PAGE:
Placing a loved one in a nursing home is an extremely difficult and emotional decision. And, the admission process and accompanying paperwork, can be overwhelming to family members who are already agonizing over their decision.
In some states, nursing homes are allowed to bury binding arbitration agreements in stacks of admissions paperwork and gloss over – or fail to explain – what they really mean for residents and their families. If signed, claims such as wrongful death would be resolved in arbitration, rather than in court. For families, that could mean a denial of justice for their loved ones and less compensation for their loss.
The federal government is now considering a proposed rule that would regulate the way nursing homes present arbitration agreements when residents are admitted; however, similar attempts have failed in recent years, making it even more critical for nursing home residents and their loved ones to ensure they are protecting their legal rights.
The Proposed Rule
The proposed federal regulation would ban nursing homes from requiring residents to sign binding arbitration agreements for admission.
Some states already require nursing homes to use only voluntary arbitration agreements; however, in other states mandatory arbitration agreements are allowed and often lead to negative consequences for nursing home residents and their families, particularly in cases involving abuse and neglect. Consider this example from a recent NPR article:
Why Understanding Arbitration Agreements Is Important to Nursing Home Residents and Family Members
The high rate of abuse and neglect in U.S. nursing homes makes the proposed regulation a critical safeguard for nursing home residents.
An estimated 22 percent of patients at skilled-nursing facilities experienced preventable injuries, such as medication errors, falls and infections, according to a 2014 report by the U.S. Department for Health and Human Services.
When cases of abuse and neglect are resolved through arbitration and not tried in open court, nursing homes can hide occurrences of abuse and neglect from the public, further perpetuating the systemic health and safety problems that plague U.S. nursing homes.
The proposed federal regulation would require a nursing home to make sure the resident or family member acknowledges that he or she understands the arbitration agreement before signing it; however, assessing understanding is subjective and there is no way to know who is being assigned to explain the agreement and whether it is being explained in a neutral way.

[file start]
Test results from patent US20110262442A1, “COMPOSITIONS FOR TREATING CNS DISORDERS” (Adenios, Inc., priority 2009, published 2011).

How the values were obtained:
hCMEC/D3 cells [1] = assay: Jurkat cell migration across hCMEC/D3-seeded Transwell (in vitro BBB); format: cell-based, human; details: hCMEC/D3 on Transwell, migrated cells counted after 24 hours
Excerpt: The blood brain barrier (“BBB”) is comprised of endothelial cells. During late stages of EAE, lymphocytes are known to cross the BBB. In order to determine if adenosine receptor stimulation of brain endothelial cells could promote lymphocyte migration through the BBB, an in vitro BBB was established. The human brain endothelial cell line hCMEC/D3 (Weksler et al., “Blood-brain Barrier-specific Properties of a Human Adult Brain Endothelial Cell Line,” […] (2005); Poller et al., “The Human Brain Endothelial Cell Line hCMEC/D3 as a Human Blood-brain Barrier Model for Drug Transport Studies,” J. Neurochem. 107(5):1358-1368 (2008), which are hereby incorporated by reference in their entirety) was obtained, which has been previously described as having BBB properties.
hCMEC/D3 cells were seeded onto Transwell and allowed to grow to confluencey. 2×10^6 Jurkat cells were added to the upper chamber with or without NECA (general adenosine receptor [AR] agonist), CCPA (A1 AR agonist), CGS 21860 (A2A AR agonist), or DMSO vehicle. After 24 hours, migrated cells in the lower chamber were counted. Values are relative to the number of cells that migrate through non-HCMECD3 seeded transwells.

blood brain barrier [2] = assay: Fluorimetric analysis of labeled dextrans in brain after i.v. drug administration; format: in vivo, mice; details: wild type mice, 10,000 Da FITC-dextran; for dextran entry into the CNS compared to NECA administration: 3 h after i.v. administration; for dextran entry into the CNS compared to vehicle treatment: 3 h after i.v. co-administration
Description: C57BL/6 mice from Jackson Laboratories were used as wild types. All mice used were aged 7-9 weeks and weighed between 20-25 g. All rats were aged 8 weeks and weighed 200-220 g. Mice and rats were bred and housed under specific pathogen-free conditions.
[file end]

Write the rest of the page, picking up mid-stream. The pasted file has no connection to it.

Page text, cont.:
Even if the arbitration agreement is voluntary, residents may still feel pressured to sign the agreement, particularly if it’s part of the admission process.
In states that require voluntary arbitration agreements, nursing homes often bury the arbitration agreements in the admissions paperwork with little to no explanation of what they mean. Thus, people may not understand they are entering into binding arbitration agreements and what that means if a claim against the nursing home were to arise.
Protect Your Legal Rights
If an incident of abuse or wrongful death occurs, families should be allowed to make a decision about arbitration or taking a nursing home to court after the incident occurs, not before.
Industry representatives will argue that arbitration is more efficient for both sides and allows consumers to get “an expedited award.” But research shows that awards from arbitration are about 35 percent lower than if the plaintiff had gone to court.
Whether the federal government bans mandatory arbitration agreements remains to be seen. Massive nursing home corporations have managed to block similar rules in recent years.
In the meantime, consumers can protect themselves from binding arbitration agreements by carefully reading and evaluating every nursing home form before signing it. If you have questions about arbitration agreements or if you have a potential claim against a nursing home, seek legal counsel to learn more about your rights.